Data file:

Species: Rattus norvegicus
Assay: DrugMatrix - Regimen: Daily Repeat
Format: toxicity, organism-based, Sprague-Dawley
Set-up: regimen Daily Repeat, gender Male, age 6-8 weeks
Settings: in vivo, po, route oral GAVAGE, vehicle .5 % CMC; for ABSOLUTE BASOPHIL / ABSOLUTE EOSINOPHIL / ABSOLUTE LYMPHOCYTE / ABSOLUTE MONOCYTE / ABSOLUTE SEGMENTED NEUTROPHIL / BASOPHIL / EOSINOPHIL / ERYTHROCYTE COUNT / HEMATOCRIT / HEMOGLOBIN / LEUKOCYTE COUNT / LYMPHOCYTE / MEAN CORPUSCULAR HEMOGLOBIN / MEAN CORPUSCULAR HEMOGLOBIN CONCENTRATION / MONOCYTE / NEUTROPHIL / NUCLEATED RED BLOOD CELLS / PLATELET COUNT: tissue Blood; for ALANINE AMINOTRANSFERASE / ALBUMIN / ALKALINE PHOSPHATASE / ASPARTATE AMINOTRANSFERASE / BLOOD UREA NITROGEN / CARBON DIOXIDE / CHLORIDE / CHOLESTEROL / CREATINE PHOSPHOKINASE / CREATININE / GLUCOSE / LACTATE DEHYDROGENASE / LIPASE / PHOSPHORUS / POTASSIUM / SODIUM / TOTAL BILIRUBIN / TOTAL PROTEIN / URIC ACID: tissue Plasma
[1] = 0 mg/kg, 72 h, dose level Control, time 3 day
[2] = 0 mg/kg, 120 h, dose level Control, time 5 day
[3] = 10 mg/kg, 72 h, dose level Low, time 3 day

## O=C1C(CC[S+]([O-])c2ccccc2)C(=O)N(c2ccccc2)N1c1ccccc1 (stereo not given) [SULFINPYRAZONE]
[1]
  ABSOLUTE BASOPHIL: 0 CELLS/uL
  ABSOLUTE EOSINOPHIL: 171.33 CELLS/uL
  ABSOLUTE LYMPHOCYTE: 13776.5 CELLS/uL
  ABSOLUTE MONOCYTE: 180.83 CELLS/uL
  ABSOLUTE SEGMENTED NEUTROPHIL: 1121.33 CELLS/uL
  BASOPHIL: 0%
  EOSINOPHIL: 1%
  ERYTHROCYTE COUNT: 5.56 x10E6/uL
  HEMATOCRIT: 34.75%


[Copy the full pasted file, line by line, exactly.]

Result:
Species: Rattus norvegicus
Assay: DrugMatrix - Regimen: Daily Repeat
Format: toxicity, organism-based, Sprague-Dawley
Set-up: regimen Daily Repeat, gender Male, age 6-8 weeks
Settings: in vivo, po, route oral GAVAGE, vehicle .5 % CMC; for ABSOLUTE BASOPHIL / ABSOLUTE EOSINOPHIL / ABSOLUTE LYMPHOCYTE / ABSOLUTE MONOCYTE / ABSOLUTE SEGMENTED NEUTROPHIL / BASOPHIL / EOSINOPHIL / ERYTHROCYTE COUNT / HEMATOCRIT / HEMOGLOBIN / LEUKOCYTE COUNT / LYMPHOCYTE / MEAN CORPUSCULAR HEMOGLOBIN / MEAN CORPUSCULAR HEMOGLOBIN CONCENTRATION / MONOCYTE / NEUTROPHIL / NUCLEATED RED BLOOD CELLS / PLATELET COUNT: tissue Blood; for ALANINE AMINOTRANSFERASE / ALBUMIN / ALKALINE PHOSPHATASE / ASPARTATE AMINOTRANSFERASE / BLOOD UREA NITROGEN / CARBON DIOXIDE / CHLORIDE / CHOLESTEROL / CREATINE PHOSPHOKINASE / CREATININE / GLUCOSE / LACTATE DEHYDROGENASE / LIPASE / PHOSPHORUS / POTASSIUM / SODIUM / TOTAL BILIRUBIN / TOTAL PROTEIN / URIC ACID: tissue Plasma
[1] = 0 mg/kg, 72 h, dose level Control, time 3 day
[2] = 0 mg/kg, 120 h, dose level Control, time 5 day
[3] = 10 mg/kg, 72 h, dose level Low, time 3 day

## O=C1C(CC[S+]([O-])c2ccccc2)C(=O)N(c2ccccc2)N1c1ccccc1 (stereo not given) [SULFINPYRAZONE]
[1]
  ABSOLUTE BASOPHIL: 0 CELLS/uL
  ABSOLUTE EOSINOPHIL: 171.33 CELLS/uL
  ABSOLUTE LYMPHOCYTE: 13776.5 CELLS/uL
  ABSOLUTE MONOCYTE: 180.83 CELLS/uL
  ABSOLUTE SEGMENTED NEUTROPHIL: 1121.33 CELLS/uL
  BASOPHIL: 0%
  EOSINOPHIL: 1%
  ERYTHROCYTE COUNT: 5.56 x10E6/uL
  HEMATOCRIT: 34.75%